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"World Bank is Hiring ... Mom Will Find Out All About It"
First Open Hiring Notice for Koreans is Stampeded by Questions from Mothers
Concerns Raised that the "Flailing Skirts" to an International Organization May Backfire
The official of Ministry of Strategy and Finance who is in charge of World Bank's open hiring notice targeting Koreans receives on average more than ten phone calls, inquiring about the position. The curious part is that the calls often come not from the applicants themselves, but the mothers of the applicants.
The official said, "I would give a long explanation thinking it is a female applicant, but it often ends up being mothers who say, 'Actually, my daughter is trying to apply," and said, "I didn't know mothers of Korea had this much interest in international organizations."
On the 30th of last month, World Bank announced an open hiring notice, aimed toward hiring a Korean expert. This is the first time that World Bank publicly aimed to hire exclusively Koreans, and there are few precedents of this kind involving any other country. Since the 2000s, working for the World Bank and other major international organizations emerged as one of the most popular jobs for young Koreans. Certain top colleges run programs geared toward internship and employment in international organizations, similar to those programs preparing for civil service examinations. Therefore, MOSF expected that there will be much interest to this position. And in fact the interest is growing, as the total of 172 applied with the deadline of September 19, with 50 of them applying this week.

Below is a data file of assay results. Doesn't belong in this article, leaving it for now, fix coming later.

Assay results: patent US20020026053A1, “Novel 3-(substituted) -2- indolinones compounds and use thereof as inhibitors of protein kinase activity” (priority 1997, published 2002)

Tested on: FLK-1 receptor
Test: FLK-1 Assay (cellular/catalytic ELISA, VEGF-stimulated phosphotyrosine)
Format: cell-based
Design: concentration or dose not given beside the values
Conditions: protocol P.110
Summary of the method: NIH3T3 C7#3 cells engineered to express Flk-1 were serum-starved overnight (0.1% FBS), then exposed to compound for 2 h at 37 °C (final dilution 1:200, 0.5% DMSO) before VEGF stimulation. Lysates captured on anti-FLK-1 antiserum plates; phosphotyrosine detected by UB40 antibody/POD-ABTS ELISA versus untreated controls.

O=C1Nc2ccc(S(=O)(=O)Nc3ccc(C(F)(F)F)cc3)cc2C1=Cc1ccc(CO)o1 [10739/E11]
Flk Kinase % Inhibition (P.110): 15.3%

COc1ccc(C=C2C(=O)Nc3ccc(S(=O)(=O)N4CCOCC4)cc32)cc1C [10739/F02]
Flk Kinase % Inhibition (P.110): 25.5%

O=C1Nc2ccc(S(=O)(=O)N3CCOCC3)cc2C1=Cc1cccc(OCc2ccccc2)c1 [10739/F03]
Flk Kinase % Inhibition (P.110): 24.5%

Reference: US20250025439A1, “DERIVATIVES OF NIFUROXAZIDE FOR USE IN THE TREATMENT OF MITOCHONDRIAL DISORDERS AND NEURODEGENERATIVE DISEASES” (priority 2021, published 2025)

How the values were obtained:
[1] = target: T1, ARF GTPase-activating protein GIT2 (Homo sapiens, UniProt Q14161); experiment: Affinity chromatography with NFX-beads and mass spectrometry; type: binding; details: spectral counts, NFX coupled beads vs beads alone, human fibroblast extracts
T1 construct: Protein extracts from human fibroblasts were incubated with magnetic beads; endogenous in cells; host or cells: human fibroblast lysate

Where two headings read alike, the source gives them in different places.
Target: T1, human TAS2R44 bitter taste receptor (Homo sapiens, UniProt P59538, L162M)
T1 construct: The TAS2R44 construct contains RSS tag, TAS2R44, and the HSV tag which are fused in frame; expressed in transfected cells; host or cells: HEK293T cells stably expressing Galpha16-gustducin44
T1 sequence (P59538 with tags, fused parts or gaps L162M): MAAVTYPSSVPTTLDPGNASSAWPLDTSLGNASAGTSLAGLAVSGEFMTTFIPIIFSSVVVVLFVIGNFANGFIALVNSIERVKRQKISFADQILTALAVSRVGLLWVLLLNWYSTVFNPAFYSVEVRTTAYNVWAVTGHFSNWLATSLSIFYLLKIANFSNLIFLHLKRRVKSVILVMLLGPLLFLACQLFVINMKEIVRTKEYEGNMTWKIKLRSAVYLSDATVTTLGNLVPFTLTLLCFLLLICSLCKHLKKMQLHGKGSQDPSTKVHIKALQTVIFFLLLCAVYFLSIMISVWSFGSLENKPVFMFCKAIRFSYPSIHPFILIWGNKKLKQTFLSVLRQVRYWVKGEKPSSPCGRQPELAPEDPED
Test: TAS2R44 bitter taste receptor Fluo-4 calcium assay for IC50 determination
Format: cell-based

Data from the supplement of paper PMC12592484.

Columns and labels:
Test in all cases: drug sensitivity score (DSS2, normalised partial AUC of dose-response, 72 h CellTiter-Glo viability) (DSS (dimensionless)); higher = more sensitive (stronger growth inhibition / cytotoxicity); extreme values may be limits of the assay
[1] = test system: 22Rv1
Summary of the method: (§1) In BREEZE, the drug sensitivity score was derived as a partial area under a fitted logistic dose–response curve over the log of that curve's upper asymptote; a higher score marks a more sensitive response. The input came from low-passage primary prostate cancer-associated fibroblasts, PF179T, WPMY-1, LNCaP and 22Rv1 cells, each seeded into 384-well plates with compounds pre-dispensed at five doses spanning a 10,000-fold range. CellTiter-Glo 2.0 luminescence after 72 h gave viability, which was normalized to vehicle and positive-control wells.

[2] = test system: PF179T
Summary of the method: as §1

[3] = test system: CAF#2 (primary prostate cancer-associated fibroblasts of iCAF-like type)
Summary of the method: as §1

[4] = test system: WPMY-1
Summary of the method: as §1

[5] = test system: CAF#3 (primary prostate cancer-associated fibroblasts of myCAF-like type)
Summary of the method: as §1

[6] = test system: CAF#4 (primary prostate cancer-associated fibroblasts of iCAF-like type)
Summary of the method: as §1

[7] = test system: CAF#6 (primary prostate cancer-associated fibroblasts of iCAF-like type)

But what MOSF did not expect was that the applicants' parents, not the applicants, would be more aggressive in requesting information about the position. MOSF official said, "It is already surprising that there are many calls from the applicants' parents, but what is even more surprising is that in some cases, parents who have children in middle school or high school call to ask for information."
Some in MOSF expect that the parents' "flailing skirt" [TK: 치맛바람, a slang for excessive influence from parents, particularly mother] aimed toward international organizations will be helpful toward increasing the number of Koreans who enter into international organizations in the future. But there are also opinions that Korean parents' aggressive inquiries for the World Bank position may actually cause a negative effect toward international organization's hiring Koreans. Critics point out that the parents' excessive interest may make it seem to the international organization's officials that while Korean youths have a nice resume, they are deficient in problem-solving skills.
Professor Kim Yeon-Gyu of Hanyang University School of International Affairs noted, "The resume alone is not enough to be hired by an international organization," and added, "something reminds one of Korea's college entrance only harms the prospect of employment at an international organization." One government official who previously worked for an international organization said, "To be successful at an international organization, at the basic level one has to have foreign language skills and expert-level knowledge. And it is very important to be able to overcome the stress that may be caused by racial or cultural conflicts, and to be able to solve a problem blowing up unexpectedly," and added, "a person who do not have enough independence and problem-solving skills would not have an easy time adapting to an international organization, even if the person manages to be hired."
"세계은행 공채 떴네… 엄마가 다 알아볼게" [Dong-A Ilbo]
Never let it be said that Korean moms are not crazy.
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